Pretty soon, she was following his stances, and he was pleased to see she was watching his feet; she’d have to learn to anticipate from expression and upper body movements, but this was normal for beginners who weren’t familiar. She picked up things quickly; he would show her a movement a few times, then hand over the sticks and watch her try. Once, he reached out to correct her, prying her fingers open and rearranging them around one of them; she didn’t pull away or stop, but he noticed the blush in her cheeks once again. He kept as much a distance as possible, the fact in the back of his mind the entire time that he was twenty-nine and she couldn’t be more than fourteen or fifteen – while this was perfectly innocent, he wanted to carefully avoid giving improper appearances.
At one point she was watching as he demonstrated something else, and spoke up. “What part of the service were you in?”
“Hmm?” He looked up. “Royal Marines.”
“Why aren’t you still there?”
He felt his hackles rise. Had she been anyone else, he would’ve felt comfortable using his age to call her on impertinence, but the question wasn’t even confrontational – it was just a curious kid. “I served for three years after university, then decided I wanted a civilian career,” he answered simply.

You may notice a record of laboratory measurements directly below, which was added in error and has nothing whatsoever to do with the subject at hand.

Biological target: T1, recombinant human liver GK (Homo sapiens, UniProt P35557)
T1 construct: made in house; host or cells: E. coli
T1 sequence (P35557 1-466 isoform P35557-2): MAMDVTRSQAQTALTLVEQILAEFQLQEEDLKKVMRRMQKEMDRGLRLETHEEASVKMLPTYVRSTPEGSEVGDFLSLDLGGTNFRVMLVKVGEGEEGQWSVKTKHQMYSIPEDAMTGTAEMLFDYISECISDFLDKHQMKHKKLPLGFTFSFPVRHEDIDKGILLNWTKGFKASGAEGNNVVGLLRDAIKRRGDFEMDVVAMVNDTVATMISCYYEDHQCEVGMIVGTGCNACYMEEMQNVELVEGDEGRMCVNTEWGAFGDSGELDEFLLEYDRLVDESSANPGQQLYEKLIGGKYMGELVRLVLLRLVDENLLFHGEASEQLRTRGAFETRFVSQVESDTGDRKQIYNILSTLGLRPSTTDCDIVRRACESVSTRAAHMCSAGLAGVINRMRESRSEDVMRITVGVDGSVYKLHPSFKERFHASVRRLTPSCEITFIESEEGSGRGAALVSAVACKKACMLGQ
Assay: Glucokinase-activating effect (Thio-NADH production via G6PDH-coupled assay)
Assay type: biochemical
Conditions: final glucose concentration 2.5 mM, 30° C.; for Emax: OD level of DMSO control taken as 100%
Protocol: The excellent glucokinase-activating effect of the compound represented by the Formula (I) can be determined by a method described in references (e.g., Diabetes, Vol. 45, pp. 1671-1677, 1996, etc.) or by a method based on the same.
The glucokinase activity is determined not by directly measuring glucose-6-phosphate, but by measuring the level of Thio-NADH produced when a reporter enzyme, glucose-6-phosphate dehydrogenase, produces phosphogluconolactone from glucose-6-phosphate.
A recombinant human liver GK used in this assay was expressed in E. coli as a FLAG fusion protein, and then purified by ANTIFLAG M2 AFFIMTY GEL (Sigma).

She eyed him, entirely too perceptive; he could tell all kinds of questions tumbled through that brain. Diplomatically, she settled on, “In domestic service?”
Not really, he resisted saying, but defense engineering just doesn’t have the same romanticism as it does before you actually go bomb people’s lives and homes. “It’s an honorable profession,” he finally settled on answering.
Unlike a lot of kids – at least him when he was that age – she got the hint that there was something he wasn’t saying, and dropped it. “Well, I hope she hires you; maybe you could help me with this some more. And guns!” She lighted up again, pushing some hair back behind her ears. “You probably know about all kinds of guns and rifles! Father left me several, but I’ve only learned how to shoot two kinds of pistols so far, and I had to do that at a shooting range in the village. Winston’s hidden the rest, he’s afraid I’ll shoot an eye out.”
He tried to tell her she shouldn’t be worrying about such things, but like everyone else, he knew what Lord Croft’s hobbies had been – tracking ancient texts and cultural treasures – and he guessed the acorn didn’t fall far from the tree. It could be dangerous work. “It’s … good to be careful,” he diplomatically replied, trying to be noncommittal.